- Main indices falling >10%;
- Expectation for the Fed to go from flat/-25bps to -75/-100 bps;
- 10-year yield down to 1.13%;
- Coronavirus and (general/health) panic spread all over the globe;
… would have been on everyone's list, and rightly so!
We thought that we're actually being positioned very favorably for such a week:
- Reducing exposure to tech (XLK)? Check (positive)
- Reducing exposure to energy (XLE)? Check! (positive)
- Increasing exposure to healthcare (XLV)? Check! (positive) - by the way, somewhat contrary to common sense, that was especially true for smaller-caps healthcare (IBB, XBI) that have outperformed the market big time.
- Holding 9% in cash (IGSB)? Check! (positive)
Even the defensive sectors that we have very little exposure to (since the beginning of the year) - utilities (XLU), real estate (XLRE), consumer staples (XLP) - have collapsed last week, making our positioning even more well adjusted for such a week.
So basically, everything looked fine, set and ready for the FMP to outperform.
What went wrong? The only thing that hasn't worked out, as planned, was the thing that should have been the easiest of them all - precious metals. More precisely, those were the specific instruments we're using (gold and silver miners) than the commodities themselves. While gold and silver lost ground, falling 2%-3% since the market peak on Feb. 19, the gold (GDXJ) and silver (SIL) miners ETFs have lost 17%-18% over that period.
Since 2/19 and until 2/23, precious metals actually functioned just as one would expect them to - a perfect hedge against the a market drop. Starting 2/24, particularly over last 3 trading days (2/26-28), precious metals have performed just as bad, and in the case of miners - much worse, than the market. That's a real shame, because if you think about it - there's really no reason whatsoever companies to fall 6-7 times as much as the prices of their underlying goods/commodities.
It's very frustrating to position yourself (in advance), in what would be described/seen as a perfect way (even retrospectively), just to find out that what was/is supposed to be a perfect hedge, almost a dream comes true, at such a troubled time, is performing so badly.
FMP is still performing in-line with the SPY, but Friday took us back on a risk-adjusted basis. We will make changes this week in order to ensure that we're better positioned to deal with the current situation, so stay tuned.
Q2: Does toe current scenario provide buy-in-dips opportunity or are we in another few weeks of tumultuous journey?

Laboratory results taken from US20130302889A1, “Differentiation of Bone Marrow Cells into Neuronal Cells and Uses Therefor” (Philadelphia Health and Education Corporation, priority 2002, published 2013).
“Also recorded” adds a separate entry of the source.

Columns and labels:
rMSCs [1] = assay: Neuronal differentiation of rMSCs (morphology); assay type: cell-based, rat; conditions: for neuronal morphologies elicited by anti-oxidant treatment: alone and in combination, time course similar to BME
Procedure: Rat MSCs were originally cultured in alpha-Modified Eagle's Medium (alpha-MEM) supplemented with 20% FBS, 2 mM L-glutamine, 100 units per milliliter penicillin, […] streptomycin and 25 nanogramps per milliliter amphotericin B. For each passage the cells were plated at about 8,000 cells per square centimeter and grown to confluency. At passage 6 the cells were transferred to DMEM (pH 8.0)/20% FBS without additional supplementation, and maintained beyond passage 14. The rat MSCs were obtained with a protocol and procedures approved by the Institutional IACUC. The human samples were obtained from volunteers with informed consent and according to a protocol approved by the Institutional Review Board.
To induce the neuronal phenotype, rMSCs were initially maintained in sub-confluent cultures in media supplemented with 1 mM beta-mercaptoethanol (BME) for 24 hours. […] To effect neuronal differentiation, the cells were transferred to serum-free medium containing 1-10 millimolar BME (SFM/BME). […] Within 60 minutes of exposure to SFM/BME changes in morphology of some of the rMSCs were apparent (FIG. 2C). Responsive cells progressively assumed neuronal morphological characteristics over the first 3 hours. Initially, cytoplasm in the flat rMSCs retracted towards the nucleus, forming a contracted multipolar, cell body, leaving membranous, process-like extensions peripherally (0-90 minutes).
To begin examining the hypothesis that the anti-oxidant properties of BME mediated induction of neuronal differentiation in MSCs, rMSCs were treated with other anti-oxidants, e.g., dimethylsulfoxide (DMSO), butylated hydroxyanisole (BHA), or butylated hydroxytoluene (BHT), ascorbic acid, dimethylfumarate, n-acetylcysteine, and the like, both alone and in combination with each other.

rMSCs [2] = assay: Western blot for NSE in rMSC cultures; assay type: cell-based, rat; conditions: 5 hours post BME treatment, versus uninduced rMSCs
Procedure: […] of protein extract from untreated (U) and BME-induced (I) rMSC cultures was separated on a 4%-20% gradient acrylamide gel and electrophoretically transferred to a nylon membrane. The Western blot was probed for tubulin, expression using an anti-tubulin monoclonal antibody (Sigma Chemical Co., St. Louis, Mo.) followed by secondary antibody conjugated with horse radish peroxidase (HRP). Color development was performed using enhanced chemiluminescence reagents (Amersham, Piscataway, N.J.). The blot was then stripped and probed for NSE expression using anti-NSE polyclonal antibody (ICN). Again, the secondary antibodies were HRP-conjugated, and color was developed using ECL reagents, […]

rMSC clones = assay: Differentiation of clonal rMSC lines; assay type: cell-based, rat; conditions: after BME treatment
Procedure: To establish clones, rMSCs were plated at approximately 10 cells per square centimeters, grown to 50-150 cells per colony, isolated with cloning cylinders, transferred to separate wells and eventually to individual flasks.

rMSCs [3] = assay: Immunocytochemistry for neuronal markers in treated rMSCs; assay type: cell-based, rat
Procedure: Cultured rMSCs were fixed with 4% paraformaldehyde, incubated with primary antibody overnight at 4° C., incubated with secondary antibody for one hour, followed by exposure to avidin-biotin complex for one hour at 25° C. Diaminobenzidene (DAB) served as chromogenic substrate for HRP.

This is a very good question that we actually addressed on Wheel of Fortune over the last few days. Our general take is as follows:
1. On a global/macro/market level: We still think that this is an overvalued market and we don't buy the dip.
2. On a sector level: We prefer the defensive/non-cyclical (telecom, healthcare*, real estate, utilities, consumer staples, precious metals*) over the aggressive/cyclical ones (tech, energy, consumer discretionary, financials, materials* ex. precious metals, industrials*).
(*more on the border than the others)
3. On a single-stock (specific names) level: A lot, if not most (!!!), of the stocks are now fairly- and undervalued. On Friday, at some point, more than one-third of the S&P 500 constitutes already lost at least 20% since their peak!
Naturally, the broader, i.e. moving from large to smaller caps, you go/look at - the higher the ratio of stocks already trading in "bear territory" is.
This means that we find ourselves in an awkward situation: On one hand, we can point out at many single names/stocks that we like right now. On the other hand, we don't trust this market, and we still don't buy the dip (as a whole).
This is exactly the reason why we didn't do changes to the FMP since Feb. 4. We positioned ourselves more defensively (which turned out to be wise, albeit the precious metals "malfunction") and now, even after the market tanking 16% (at the bottom of Friday), we don't think that this is the right time to buy the market, be it SPY, QQQ, DIA, IWM, or any other broad-market index/ETF for that matter. Not at all!
So we are indeed taking the time to give this a very deep thinking, as there are (always) pros and cons to every action, but these days the result might be extreme, so any action must have a higher-than-normal conviction, and more importantly - the ability (in theory for sure) to deal with various very volatile/distressed market conditions.
Decisions and actions (for the FMP) must not be taken too quickly or lightly. It's way easier (for us) to point at single stocks and say "This is a great buy right now" than doing the same when it comes to the overall market.
What is the best way (if there's any) to tackle this conundrum and how do we intend to position the FMP going forward? The obvious outcome is to be less aggressive and (even) more defensive (than we already are), but we're considering other, less conventional, actions, that may include (but aren't excluded to) any of the following:
- Naked shorting (for the first time this year)
- Pair-trading (long and short, together)
- Leveraged ETFs
- Inverse ETFs (which is less likely)